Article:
how to format an ide hard disc in a usb enclosure
lists at jnielsen.net
Fri Sep 5 14:09:57 UTC 2008
On Friday 05 September 2008, Julian Stacey wrote:
> "Alexander Sack" wrote:
> > On Thu, Sep 4, 2008 at 4:59 PM, Julian Stacey <jhs at berklix.org> wrote:
> > > I know, hence the background, yes I'm fully aware of all repercusions
> > > thanks :-)
> > Then if you understand IDE, understand what a low-level format really
> > is (was), then you know that this is probably NOT what you want to do
> > on your disk and understand it will NOT fix your problem.
> > Other than some special vendor utility or BIOS utility, low-level
> > format doesn't make sense for IDE disks. There is no command for
> > "format" and trying to reset the geometry like the old days doesn't
> > even apply to modern disks.
> > If you want to try a low-level format tool (for IDE that is probably
> > just writing 0's or 1's to every sector on the disk and letting the
> > hard disk automatically map bad blocks), I would just dd all zero's to
> > it then try to create a filesystem. If you still get media errors,
> > your disk is foobar or about to be foobar, its cheap and you already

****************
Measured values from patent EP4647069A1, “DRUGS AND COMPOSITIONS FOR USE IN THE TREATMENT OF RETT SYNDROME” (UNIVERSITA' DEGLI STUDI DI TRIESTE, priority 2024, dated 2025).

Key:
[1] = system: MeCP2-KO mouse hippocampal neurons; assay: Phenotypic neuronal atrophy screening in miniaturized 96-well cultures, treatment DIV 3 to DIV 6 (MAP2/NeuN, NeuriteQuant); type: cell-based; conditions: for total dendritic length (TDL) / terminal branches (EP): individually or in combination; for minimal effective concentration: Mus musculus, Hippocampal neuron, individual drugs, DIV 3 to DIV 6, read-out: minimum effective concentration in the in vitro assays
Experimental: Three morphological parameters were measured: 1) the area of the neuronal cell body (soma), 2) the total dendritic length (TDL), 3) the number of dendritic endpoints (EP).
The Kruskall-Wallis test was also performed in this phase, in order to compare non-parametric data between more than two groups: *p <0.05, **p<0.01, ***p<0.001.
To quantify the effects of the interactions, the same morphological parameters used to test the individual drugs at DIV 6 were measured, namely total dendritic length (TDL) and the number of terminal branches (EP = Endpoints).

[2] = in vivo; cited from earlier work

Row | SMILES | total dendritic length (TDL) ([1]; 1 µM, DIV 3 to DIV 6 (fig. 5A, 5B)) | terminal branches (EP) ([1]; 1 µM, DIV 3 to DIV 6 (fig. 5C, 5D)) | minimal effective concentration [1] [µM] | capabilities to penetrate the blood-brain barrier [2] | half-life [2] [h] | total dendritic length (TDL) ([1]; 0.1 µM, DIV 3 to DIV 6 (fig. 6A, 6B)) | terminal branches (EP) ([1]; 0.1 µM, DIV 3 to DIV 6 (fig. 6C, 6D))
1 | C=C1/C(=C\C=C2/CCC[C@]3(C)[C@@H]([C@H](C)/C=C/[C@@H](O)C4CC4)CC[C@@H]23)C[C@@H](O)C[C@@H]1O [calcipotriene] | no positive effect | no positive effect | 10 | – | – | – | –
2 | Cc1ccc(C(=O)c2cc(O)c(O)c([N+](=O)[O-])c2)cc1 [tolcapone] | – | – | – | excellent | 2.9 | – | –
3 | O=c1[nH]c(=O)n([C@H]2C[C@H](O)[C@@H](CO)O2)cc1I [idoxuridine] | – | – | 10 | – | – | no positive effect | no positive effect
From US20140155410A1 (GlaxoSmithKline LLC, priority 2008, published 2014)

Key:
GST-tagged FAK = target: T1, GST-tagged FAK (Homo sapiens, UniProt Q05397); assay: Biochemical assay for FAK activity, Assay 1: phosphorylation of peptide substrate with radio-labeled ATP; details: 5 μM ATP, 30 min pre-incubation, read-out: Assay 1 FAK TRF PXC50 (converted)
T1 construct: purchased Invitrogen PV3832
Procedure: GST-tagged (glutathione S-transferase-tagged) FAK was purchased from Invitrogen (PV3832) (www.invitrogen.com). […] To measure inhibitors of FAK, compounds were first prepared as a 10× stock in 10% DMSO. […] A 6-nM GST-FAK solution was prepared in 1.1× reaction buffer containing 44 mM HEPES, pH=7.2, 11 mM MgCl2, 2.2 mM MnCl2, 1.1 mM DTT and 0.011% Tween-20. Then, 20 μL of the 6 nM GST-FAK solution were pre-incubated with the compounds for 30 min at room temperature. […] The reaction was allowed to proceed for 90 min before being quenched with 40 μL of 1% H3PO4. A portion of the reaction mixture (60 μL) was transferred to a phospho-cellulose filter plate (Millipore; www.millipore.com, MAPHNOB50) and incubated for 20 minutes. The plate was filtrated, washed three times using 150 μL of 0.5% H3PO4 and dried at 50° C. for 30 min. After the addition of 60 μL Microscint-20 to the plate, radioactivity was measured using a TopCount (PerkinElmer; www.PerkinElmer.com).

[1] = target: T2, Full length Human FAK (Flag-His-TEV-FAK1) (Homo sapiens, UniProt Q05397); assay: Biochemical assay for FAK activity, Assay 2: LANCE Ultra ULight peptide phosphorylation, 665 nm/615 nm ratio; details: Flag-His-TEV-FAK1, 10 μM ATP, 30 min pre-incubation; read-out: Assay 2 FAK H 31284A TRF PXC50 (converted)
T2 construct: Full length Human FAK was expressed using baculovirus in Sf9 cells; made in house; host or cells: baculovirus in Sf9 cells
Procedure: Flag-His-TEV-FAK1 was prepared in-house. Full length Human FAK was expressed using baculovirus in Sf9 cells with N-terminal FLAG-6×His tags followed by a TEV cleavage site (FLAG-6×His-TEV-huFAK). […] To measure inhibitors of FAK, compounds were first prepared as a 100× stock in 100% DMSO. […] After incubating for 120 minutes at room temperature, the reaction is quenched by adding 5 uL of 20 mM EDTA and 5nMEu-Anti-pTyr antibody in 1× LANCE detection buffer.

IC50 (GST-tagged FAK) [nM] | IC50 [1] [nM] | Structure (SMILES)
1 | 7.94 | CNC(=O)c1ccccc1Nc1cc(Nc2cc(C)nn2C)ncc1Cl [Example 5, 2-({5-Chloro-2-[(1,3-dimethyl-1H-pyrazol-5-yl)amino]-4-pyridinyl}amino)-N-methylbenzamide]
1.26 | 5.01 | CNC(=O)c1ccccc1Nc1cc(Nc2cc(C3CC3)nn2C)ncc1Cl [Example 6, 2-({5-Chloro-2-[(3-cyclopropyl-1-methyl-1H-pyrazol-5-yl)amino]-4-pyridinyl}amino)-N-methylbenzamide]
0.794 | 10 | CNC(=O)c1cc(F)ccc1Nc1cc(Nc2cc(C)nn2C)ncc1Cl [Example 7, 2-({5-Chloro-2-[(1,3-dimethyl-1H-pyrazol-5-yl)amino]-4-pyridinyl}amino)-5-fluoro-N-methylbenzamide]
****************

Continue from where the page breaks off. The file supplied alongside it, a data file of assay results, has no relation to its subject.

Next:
> > stated you don't have any critical data on it so buy a new disk! :D
> > In fact Seagate offers a Windows too to do exactly this called
> > ZeroFill:
> > http://www.seagate.com/ww/v/index.jsp?vgnextoid=65a8783c970ce010VgnVCM1
> > Not trying to be too cheeky here, but I think what you are asking
> > doesn't makes sense...at least to me....
> I do not run Windows, I run FreeBSD.
> Repeat: How can I low level format this dik under FreeBSD ?
Alexander told you above. It's not a low-level format in the traditional
(circa early 1990's) sense, but will have the same practical result on
modern drives: dd all zero's to the disk.
Specifically, something like the following will do the trick. I'm using da0
since that's what you mentioned in your original e-mail Make sure it's
still the correct device..
dd if=/dev/zero of=/dev/da0 bs=1m
The bs flag isn't mandatory but will let it run quite a bit faster than the
default 512 bytes.
If you then want to put a UFS2 filesystem on it, I'd suggest the following:
fdisk -I /dev/da0
bsdlabel -w /dev/da0
newfs -L myscratchdisk /dev/da0s1a
If you ever expect to want to boot from the drive, add a -B flag to the
fdisk and bsdlabel commands. Supplying a label to newfs will make the
filesystem show up by name under /dev/ufs/myscratchdisk (or whatever you
call it) so you can mount it reliably even if the device node changes.
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